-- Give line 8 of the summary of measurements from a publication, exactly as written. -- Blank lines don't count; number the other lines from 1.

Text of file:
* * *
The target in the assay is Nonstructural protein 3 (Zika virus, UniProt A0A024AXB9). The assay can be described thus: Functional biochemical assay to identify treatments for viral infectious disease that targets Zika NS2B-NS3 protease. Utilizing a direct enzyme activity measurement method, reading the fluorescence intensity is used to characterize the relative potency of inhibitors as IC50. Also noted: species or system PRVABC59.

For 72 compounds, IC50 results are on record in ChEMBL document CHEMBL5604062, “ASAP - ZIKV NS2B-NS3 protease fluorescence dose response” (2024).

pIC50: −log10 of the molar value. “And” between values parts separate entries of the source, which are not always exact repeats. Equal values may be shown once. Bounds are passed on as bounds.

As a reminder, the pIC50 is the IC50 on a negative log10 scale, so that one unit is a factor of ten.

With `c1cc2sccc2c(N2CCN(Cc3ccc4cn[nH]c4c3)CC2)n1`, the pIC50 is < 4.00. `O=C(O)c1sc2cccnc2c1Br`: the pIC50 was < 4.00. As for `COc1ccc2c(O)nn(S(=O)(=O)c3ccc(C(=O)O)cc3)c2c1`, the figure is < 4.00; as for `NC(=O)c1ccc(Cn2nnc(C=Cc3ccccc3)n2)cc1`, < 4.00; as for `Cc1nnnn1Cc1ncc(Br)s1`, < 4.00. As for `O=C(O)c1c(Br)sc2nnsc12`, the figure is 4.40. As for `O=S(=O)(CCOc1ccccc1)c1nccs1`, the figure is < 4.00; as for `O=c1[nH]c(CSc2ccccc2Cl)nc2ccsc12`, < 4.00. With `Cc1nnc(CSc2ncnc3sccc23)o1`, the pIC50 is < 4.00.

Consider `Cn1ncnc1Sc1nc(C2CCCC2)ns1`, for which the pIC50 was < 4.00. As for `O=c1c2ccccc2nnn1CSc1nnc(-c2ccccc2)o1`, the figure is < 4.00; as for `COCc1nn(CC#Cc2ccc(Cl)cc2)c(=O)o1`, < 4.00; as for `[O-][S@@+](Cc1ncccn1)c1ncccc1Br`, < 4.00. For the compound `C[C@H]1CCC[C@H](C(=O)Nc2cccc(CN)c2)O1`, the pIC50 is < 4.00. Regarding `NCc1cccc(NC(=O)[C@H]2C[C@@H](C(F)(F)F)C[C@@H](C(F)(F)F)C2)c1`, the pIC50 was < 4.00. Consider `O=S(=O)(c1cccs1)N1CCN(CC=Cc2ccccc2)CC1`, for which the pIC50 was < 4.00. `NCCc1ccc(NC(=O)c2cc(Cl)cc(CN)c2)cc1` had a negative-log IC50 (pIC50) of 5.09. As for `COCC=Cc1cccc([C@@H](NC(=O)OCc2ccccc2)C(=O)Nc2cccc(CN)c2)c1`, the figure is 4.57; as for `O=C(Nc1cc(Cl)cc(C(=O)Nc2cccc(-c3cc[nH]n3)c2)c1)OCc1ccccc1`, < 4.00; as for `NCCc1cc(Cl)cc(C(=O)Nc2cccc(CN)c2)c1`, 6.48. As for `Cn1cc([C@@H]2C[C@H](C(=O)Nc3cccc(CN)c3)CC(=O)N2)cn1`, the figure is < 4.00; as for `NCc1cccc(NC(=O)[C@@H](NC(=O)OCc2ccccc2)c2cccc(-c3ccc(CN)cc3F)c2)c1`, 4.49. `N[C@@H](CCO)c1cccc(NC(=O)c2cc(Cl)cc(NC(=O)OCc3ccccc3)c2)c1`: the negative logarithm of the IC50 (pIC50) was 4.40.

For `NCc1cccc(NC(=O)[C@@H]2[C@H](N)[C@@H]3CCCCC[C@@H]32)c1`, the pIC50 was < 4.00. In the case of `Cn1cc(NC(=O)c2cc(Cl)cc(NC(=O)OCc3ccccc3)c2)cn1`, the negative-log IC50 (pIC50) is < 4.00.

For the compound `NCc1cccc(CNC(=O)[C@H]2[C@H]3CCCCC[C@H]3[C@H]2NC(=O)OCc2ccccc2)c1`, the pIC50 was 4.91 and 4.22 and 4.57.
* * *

For the compound `NCc1cccc(CNC(=O)[C@H]2[C@H]3CCCCC[C@H]3[C@H]2NC(=O)OCc2ccccc2)c1`, the pIC50 was 4.91 and 4.22 and 4.57.